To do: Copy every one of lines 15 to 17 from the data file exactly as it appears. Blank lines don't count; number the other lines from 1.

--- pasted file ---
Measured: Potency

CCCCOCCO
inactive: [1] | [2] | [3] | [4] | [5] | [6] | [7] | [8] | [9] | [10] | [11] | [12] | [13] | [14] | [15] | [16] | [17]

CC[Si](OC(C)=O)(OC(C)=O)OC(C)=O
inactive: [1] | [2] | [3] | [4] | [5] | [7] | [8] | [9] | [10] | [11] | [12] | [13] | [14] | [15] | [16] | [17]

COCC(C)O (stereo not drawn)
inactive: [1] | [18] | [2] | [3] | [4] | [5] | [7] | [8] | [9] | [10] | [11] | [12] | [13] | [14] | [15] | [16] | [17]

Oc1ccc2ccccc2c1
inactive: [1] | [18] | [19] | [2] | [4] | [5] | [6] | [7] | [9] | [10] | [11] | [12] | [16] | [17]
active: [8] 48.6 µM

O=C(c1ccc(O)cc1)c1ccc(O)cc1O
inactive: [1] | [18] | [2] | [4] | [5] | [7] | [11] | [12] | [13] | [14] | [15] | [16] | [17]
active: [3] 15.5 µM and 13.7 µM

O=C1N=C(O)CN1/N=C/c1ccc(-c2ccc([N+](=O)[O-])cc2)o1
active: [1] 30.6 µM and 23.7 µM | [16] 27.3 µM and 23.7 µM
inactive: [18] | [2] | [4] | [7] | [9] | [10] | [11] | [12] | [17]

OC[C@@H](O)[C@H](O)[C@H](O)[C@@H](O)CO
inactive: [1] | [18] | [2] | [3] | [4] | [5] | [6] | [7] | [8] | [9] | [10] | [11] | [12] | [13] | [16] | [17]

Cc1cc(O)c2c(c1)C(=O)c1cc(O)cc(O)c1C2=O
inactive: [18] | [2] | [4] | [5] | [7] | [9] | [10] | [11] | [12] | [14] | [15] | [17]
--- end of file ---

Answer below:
active: [1] 30.6 µM and 23.7 µM | [16] 27.3 µM and 23.7 µM
inactive: [18] | [2] | [4] | [7] | [9] | [10] | [11] | [12] | [17]

OC[C@@H](O)[C@H](O)[C@H](O)[C@@H](O)CO